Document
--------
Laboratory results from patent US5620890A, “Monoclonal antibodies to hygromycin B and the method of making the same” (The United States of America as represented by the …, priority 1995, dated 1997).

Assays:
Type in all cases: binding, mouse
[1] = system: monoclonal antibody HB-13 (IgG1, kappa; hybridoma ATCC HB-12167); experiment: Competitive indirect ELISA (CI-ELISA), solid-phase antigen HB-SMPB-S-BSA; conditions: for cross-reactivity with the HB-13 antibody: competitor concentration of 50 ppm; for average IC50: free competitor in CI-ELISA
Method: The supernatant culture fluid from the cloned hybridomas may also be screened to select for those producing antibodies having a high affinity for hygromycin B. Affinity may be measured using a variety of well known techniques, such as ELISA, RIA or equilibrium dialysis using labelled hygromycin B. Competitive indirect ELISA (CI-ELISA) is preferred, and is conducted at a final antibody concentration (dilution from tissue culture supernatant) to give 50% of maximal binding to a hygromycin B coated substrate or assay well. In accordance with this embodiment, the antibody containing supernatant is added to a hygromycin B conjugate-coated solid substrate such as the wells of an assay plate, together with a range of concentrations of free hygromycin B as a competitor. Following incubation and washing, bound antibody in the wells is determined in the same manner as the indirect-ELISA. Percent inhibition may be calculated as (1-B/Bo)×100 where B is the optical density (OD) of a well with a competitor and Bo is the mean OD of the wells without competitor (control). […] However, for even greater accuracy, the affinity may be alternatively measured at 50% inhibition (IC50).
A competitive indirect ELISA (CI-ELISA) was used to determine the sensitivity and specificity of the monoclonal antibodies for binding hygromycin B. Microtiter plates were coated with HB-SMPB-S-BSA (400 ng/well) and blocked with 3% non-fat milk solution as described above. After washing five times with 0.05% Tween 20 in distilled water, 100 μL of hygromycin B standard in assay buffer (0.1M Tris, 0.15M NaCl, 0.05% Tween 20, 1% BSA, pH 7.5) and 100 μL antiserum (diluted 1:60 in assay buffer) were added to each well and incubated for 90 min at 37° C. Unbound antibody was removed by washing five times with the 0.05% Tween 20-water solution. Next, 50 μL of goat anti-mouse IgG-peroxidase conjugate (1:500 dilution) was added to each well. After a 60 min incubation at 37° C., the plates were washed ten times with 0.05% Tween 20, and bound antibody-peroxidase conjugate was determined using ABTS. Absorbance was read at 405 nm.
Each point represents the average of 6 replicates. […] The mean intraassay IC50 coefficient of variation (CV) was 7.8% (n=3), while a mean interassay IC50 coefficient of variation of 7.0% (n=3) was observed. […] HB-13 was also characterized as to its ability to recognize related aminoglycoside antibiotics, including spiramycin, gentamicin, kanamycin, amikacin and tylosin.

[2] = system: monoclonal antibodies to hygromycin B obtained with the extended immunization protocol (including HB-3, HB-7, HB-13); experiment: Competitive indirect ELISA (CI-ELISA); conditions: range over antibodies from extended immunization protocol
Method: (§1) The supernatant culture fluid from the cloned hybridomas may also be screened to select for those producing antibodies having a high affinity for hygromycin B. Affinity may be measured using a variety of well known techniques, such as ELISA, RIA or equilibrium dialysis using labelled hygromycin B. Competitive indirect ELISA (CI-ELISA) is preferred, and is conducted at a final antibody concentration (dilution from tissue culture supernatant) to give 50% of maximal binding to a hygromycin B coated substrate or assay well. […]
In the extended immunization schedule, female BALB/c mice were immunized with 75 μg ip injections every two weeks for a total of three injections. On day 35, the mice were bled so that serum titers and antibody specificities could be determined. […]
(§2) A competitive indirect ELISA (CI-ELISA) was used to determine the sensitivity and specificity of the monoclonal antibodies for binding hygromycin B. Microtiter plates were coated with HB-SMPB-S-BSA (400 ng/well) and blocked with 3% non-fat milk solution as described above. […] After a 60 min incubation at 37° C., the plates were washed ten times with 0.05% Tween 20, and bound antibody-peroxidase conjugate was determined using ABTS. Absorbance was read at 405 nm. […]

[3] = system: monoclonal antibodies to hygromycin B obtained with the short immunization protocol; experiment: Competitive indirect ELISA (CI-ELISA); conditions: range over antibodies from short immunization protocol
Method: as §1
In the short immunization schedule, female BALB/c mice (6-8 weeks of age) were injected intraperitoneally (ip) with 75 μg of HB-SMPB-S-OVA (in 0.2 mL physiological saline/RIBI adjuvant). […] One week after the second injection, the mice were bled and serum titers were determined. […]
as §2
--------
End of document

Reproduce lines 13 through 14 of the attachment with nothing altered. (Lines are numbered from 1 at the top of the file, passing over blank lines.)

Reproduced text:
Method: as §1
In the short immunization schedule, female BALB/c mice (6-8 weeks of age) were injected intraperitoneally (ip) with 75 μg of HB-SMPB-S-OVA (in 0.2 mL physiological saline/RIBI adjuvant). […] One week after the second injection, the mice were bled and serum titers were determined. […]